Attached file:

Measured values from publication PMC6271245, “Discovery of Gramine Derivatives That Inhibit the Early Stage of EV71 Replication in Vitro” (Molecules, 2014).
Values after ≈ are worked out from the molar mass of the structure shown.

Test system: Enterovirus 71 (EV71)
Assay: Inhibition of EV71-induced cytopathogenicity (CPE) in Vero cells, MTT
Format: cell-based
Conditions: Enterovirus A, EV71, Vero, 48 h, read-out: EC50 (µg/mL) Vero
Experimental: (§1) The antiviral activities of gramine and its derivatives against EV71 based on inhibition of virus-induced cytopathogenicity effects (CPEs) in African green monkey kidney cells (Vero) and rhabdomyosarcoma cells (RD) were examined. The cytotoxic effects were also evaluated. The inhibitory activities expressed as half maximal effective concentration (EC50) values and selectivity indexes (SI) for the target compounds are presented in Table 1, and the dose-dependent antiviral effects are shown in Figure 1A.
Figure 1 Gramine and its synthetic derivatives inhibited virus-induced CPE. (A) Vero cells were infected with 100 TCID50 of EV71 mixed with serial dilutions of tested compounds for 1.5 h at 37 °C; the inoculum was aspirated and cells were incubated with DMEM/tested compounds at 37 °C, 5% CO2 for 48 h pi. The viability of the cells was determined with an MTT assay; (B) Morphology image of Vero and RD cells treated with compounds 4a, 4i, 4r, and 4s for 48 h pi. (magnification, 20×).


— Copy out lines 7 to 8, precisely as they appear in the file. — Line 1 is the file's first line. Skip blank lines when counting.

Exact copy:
Experimental: (§1) The antiviral activities of gramine and its derivatives against EV71 based on inhibition of virus-induced cytopathogenicity effects (CPEs) in African green monkey kidney cells (Vero) and rhabdomyosarcoma cells (RD) were examined. The cytotoxic effects were also evaluated. The inhibitory activities expressed as half maximal effective concentration (EC50) values and selectivity indexes (SI) for the target compounds are presented in Table 1, and the dose-dependent antiviral effects are shown in Figure 1A.
Figure 1 Gramine and its synthetic derivatives inhibited virus-induced CPE. (A) Vero cells were infected with 100 TCID50 of EV71 mixed with serial dilutions of tested compounds for 1.5 h at 37 °C; the inoculum was aspirated and cells were incubated with DMEM/tested compounds at 37 °C, 5% CO2 for 48 h pi. The viability of the cells was determined with an MTT assay; (B) Morphology image of Vero and RD cells treated with compounds 4a, 4i, 4r, and 4s for 48 h pi. (magnification, 20×).